Nigeria’s falling crude revenues have forced NNPC Ltd to defer payments to fuel importers for 3 months.
This was disclosed in an interview by NNPC Ltd CEO, Mele Kyari to Bloomberg on Monday.
This comes as Nigeria increases its fight against crude oil theft, which has paralysed the country’s production ability. Kyari noted that the fuel trading companies NNPC has deferred payments to are: Vitol, Total, Sahara Group, and Oando.
What he said:
Kyari noted that dwindling crude output has forced NNPC to defer payments to some local gasoline suppliers by at least three months.
He added that NNPC swaps crude with international traders, including Vitol Group and TotalEnergies SE, as well as domestic groups such as Sahara Group Ltd. and Oando Plc.
However, as oil production dropped to less than 1.2 million BPD, local importers have been asked to permit payment delays of at least 90 days. Kyari added that the deal involves a longer credit period.
He also noted that he is confident that a rebound in Nigeria’s crude production will allow the company to cover its deferred payment obligations and expect Nigeria to add 500,000 barrels a day to its output by the end of November, mainly by restarting activities on the Forcados export terminal and Trans-Niger pipeline.
He stated: “We will meet all the deliveries and still have surplus crude production for cash. They know we can pay otherwise they wouldn’t supply.”
Kyari noted that the new contract operates alongside the original “direct sale, direct purchase” deals, under which NNPC is expected to provide crude before traders deliver the fuel.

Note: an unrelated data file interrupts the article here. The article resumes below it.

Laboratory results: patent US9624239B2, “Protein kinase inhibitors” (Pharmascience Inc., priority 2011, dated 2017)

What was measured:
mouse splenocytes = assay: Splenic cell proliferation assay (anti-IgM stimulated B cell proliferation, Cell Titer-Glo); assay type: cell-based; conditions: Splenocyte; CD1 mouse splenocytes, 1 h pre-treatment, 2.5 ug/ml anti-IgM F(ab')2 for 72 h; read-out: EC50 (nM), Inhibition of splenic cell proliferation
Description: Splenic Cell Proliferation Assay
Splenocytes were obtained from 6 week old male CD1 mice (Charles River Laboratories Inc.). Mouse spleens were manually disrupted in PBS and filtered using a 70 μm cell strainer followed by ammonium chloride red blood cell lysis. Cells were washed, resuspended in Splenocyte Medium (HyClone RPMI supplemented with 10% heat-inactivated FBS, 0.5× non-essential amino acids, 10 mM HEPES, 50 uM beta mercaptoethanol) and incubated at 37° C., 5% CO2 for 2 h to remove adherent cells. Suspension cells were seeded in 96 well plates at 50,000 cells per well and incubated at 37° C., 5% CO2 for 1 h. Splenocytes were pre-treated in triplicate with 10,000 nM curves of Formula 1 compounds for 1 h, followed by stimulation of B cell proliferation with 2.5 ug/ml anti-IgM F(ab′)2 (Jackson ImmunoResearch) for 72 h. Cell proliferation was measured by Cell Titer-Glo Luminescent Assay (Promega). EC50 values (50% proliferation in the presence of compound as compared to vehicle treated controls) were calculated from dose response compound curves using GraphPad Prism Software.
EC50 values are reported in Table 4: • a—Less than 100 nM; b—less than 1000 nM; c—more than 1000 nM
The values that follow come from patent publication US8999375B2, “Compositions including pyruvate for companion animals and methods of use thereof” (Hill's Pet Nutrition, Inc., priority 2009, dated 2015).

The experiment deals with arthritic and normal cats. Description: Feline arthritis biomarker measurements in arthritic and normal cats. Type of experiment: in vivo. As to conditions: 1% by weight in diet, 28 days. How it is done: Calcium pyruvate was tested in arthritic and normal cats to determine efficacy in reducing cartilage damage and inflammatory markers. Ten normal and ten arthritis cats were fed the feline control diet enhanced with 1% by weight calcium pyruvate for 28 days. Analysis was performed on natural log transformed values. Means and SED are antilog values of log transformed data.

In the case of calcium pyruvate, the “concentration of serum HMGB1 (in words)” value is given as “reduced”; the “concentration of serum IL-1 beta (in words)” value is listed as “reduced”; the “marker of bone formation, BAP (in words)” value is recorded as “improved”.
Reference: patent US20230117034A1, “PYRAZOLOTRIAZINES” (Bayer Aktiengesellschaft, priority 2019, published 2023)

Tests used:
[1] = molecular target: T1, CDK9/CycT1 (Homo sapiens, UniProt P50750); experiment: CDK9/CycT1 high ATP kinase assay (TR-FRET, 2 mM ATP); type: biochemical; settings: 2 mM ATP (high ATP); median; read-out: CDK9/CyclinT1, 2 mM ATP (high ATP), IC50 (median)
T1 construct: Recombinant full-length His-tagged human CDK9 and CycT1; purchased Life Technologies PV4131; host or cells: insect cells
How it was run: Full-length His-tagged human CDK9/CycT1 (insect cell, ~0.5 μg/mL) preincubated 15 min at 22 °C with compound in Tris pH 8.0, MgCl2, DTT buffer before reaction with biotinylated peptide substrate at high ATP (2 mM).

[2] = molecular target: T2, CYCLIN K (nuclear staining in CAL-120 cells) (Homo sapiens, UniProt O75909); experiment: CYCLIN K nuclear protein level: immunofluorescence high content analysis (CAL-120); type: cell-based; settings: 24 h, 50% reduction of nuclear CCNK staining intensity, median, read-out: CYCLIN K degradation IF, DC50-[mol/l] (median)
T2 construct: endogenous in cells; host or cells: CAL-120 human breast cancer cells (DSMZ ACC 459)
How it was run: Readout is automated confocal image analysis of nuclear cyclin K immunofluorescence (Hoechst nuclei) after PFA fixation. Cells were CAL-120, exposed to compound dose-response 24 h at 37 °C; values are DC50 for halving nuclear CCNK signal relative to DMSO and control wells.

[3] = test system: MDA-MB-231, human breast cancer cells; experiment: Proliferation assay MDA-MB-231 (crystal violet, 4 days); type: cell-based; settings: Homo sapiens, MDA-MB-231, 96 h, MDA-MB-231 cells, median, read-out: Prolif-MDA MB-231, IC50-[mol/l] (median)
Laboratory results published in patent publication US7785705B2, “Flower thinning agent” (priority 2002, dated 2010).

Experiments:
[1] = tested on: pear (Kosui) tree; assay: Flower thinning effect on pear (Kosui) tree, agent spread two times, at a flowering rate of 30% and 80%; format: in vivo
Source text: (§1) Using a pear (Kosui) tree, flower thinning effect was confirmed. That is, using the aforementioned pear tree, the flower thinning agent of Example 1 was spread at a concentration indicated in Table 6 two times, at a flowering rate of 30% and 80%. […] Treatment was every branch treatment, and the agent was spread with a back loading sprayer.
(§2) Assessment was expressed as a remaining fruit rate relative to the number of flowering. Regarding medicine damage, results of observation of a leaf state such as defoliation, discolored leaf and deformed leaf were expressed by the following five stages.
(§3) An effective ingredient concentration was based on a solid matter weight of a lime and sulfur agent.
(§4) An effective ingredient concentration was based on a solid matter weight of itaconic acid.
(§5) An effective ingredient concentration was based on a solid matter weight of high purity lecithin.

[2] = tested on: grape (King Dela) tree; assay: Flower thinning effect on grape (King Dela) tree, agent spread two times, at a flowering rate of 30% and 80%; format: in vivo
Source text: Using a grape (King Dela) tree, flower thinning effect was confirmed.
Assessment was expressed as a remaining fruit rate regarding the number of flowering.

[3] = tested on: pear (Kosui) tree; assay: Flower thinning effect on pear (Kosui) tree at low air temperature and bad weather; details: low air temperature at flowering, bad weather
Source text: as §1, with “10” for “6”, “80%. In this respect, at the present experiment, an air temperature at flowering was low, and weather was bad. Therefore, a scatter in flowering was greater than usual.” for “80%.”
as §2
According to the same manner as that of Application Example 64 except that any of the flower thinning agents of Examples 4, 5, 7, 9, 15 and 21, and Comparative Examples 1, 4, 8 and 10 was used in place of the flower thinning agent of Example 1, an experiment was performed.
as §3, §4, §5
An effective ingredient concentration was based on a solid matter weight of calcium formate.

“Those local firms accepting deferred payments receive an additional premium per ton of gasoline, according to people familiar with the arrangements. So far, the companies involved in those new contracts are Sahara, Oando, MRS Oil, and Duke Oil, a subsidiary of NNPC” the report noted.
What you should know
Nairametrics reported last week that Nigeria’s foreign reserves have fallen by $2.202 billion to $38.318 billion as of September 29, 2022, from $40.520 billion as of December 31, 2021. This is a 5.42% decrease in foreign reserves.
Despite rising oil prices this year, Nigeria’s foreign exchange reserves have been depleted by billions of dollars. The country’s reserves fell by $706 million last month, down from $39.024 billion on September 1, 2022.
Also recently, The Nigerian National Petroleum Company Limited (NNPC) disclosed that in its effort to fight rising crude oil theft, which has seen Nigeria’s average crude production fall to under 1 million barrels a day in August, it has so far shut down the operations of 395 illegal refineries, including discoveries of an illegal connection of four kilometers route into the sea running from its major Forcados line, which he estimates has been around for 9 years.
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